Now an instantly recognisable name, Cochlear has led the field for implantable hearing devices thanks to professor Graeme Clark’s invention of the multi-channel Cochlear implant.
Originally assisting children with hearing loss, the business has grown and today also supports adults and an ageing population with hearing conditions. As the brand now reaches customers through digital channels across different regions and markets, Cochlear wanted to evolve the brand identity in line with these changing dynamics. And with new products coming onto the market and the finishing touches put on its new five-year business strategy, Cochlear wanted to strengthen and harmonise its branding.
The brand strategy needed clarity and consistency, while a new supporting brand architecture would streamline processes and enable the systems to scale across its suite of product offerings globally. It required investing in its masterbrand and creating a compelling brand story.
In the more than 30 years since its inception, the category has swelled with competitors. As a result, Cochlear also wanted to elevate its compelling brand story as a unique differentiator. To achieve this, it wanted to align around its founder story as the original innovator of hearing technology.
Cochlear started life as an engineering company and has always been focused on the technology, explained director of corporate communications, awareness and brand, Kirsten Impey. Yet it was time to adapt to being more customer centric and build its story around the emotional connection with the brand, not simply just features and tools. The company additionally recognised the importance of moving away from product focus to showcasing the life-changing customer experience in its brand messaging.
Being in the business of hearing implants, Cochlear naturally has a unique relationship with its customers, a bond that can start in childhood and last a lifetime. It was clear this was a differentiator in any brand narrative going forward.
“It’s this intrinsic connection to our company. We love sharing stories of people who are really connected to our brand, and it’s a real privilege that we take very seriously,” Impey explained.
Partnering with FutureBrand, the business developed its brand strategy, a new brand identity system and founder narrative, with each element playing an integral role. The masterbrand and sub-brands now work together and it has defined a strong brand proposition. Brand, strategy and proposition are fully integrated.
“It’s now connected and directional,” Impey said. “It’s really helped provide direction in the organisation. With our planning, the architecture gives us the structure we need and decisions are easier. We’re not debating things because there are clear roles, we know where our products and sub-brands fit and we have a clear messaging hierarchy in the matrix.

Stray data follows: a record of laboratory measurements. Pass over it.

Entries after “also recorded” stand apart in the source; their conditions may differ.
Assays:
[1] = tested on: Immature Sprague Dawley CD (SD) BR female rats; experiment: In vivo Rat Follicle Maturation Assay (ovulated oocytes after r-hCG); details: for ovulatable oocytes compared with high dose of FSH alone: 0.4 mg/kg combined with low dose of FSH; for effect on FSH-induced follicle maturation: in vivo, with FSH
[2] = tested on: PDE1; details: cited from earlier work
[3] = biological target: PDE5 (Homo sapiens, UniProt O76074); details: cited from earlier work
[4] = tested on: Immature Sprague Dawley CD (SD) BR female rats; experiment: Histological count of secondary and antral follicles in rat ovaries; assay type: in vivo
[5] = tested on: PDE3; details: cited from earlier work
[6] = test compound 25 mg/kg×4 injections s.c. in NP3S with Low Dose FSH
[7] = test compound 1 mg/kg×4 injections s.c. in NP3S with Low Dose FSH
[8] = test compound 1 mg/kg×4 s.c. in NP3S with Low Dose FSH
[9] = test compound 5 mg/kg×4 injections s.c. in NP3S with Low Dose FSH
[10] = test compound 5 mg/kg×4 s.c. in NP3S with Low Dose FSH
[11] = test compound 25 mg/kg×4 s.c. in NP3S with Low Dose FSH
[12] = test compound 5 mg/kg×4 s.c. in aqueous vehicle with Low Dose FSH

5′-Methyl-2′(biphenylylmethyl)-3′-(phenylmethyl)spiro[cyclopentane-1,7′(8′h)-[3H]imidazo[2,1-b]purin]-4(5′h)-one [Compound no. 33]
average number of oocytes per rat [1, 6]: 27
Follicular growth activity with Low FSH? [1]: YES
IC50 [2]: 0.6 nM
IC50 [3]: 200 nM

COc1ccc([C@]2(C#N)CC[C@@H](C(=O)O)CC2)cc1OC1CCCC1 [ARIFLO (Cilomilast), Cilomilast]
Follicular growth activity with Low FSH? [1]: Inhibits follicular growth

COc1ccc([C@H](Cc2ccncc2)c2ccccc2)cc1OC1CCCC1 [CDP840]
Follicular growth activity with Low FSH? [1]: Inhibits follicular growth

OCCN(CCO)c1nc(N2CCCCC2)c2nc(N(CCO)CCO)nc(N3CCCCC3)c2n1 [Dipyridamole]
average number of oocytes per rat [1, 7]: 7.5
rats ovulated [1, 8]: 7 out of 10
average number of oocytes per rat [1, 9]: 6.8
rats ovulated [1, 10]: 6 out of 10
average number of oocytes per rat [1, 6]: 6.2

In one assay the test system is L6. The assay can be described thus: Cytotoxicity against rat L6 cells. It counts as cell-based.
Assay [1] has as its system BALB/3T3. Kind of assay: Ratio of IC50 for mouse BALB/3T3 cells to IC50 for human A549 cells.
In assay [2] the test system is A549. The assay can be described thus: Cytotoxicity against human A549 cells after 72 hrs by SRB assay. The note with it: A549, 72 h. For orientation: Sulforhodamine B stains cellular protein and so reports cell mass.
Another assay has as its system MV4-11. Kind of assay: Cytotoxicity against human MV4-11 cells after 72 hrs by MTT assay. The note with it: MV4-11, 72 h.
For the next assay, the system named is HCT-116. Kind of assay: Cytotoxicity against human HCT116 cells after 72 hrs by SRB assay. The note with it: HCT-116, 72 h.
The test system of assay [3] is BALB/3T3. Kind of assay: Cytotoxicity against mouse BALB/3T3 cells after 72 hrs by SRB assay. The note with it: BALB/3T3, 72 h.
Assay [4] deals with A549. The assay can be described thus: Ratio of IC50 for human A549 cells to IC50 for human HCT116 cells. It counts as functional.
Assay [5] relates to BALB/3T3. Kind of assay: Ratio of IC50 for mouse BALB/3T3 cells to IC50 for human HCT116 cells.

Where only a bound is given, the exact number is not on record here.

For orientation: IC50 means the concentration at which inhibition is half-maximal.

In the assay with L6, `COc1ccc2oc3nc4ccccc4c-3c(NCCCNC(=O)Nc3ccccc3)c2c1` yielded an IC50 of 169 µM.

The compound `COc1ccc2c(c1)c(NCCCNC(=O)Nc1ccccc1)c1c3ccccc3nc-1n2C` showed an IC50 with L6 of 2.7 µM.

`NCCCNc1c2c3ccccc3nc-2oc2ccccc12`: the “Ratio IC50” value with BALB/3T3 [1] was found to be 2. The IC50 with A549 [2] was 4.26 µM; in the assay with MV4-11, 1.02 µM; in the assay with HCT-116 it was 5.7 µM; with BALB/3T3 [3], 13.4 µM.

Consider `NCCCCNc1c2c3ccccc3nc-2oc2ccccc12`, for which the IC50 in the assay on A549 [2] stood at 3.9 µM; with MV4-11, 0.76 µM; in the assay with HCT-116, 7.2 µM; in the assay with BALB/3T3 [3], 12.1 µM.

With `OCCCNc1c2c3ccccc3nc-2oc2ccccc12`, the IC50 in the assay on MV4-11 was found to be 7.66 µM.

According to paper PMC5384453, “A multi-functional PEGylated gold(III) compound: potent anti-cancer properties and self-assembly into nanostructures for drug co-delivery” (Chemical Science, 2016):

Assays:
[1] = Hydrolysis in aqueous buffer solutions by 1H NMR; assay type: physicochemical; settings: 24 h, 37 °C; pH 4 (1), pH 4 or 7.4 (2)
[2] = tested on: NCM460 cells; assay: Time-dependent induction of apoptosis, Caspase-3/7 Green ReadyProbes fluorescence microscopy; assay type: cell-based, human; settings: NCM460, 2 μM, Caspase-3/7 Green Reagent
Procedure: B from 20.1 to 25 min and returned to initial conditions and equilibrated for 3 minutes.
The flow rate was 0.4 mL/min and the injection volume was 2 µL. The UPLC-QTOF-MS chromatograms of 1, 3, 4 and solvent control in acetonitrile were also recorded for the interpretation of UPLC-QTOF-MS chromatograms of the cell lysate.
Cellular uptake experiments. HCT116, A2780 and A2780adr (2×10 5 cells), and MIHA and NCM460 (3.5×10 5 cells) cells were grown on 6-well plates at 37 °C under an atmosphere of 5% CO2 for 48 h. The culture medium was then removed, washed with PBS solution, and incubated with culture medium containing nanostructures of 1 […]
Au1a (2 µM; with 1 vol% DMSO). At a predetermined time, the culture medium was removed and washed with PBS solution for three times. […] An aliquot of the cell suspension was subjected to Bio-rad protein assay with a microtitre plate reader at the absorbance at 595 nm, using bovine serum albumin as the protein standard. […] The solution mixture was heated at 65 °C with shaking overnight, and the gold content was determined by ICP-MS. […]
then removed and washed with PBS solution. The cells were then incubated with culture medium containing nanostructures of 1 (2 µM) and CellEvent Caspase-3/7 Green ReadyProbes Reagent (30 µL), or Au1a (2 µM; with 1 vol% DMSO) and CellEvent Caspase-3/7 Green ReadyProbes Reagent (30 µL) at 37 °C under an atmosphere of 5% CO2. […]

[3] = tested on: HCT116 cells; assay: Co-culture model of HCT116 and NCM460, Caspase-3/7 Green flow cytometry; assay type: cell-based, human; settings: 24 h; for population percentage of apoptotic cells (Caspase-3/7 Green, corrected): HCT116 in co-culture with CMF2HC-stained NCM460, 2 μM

“It’s also helped with the language across all of the marketing efforts and it’s helping deliver value to the business in a much more meaningful way.”
After research and feedback from customers to validate the idea, Cochlear adopted the shell motif as a core element of the brand redesign. It connects to the founder’s discovery of taking a shell and a blade of grass to solve the problem of how to insert an electrode into the ear to treat hearing loss. The shell is also a metaphor for the inner ear and provides the design element used for global consistency.
“What we’re trying to do from a brand perspective is to normalise our technology and increase awareness around the value of hearing and the impact of hearing on our overall health and wellbeing,” Impey said.
The rebrand process included online training in brand modules within the business, while it’s also invested in agency, distributor and partner education. “Spending time building understanding and capability around the brand strategy, the identity system and language is really key,” Impey said.
Another learning was not to underestimate the broader operational and cultural opportunities that a rebrand can have. “Having some of those tough conversations together has made us a much stronger and unified global marketing function,” she added.
Answering the ‘why’ question
The important work extends beyond marketing. “Brand touches the whole organisation,” Impey noted.
As a large change management piece of work, it was important the business spent time investing in employee engagement as well as seeking buy in across the broader organisation. Impey highlighted extensive stakeholder engagement across the executive and leadership teams in country and region to better understand the local and regional challenges. It was also important to explain challenges the rebranding work would solve from a global perspective.
And with everything from planning brand campaigns to approvals, the business could see opportunities for efficiency, alignment and scale. “We could see that investing in the brand right now will pay dividends, short and long-term into the future,” Impey said.
One of the questions to answer was around the ‘why’. “With the business investing in other kinds of transformation work, it meant explaining why it was important to invest in the brand work,” Impey said. The brand’s founder story was a natural choice and answered this question in a compelling way.
“We recognised we could be more distinctive and that we had a really ownable story. We’re the category creator and we wanted to tell that origin story in a really authentic way, so brand storytelling is really important,” she added.
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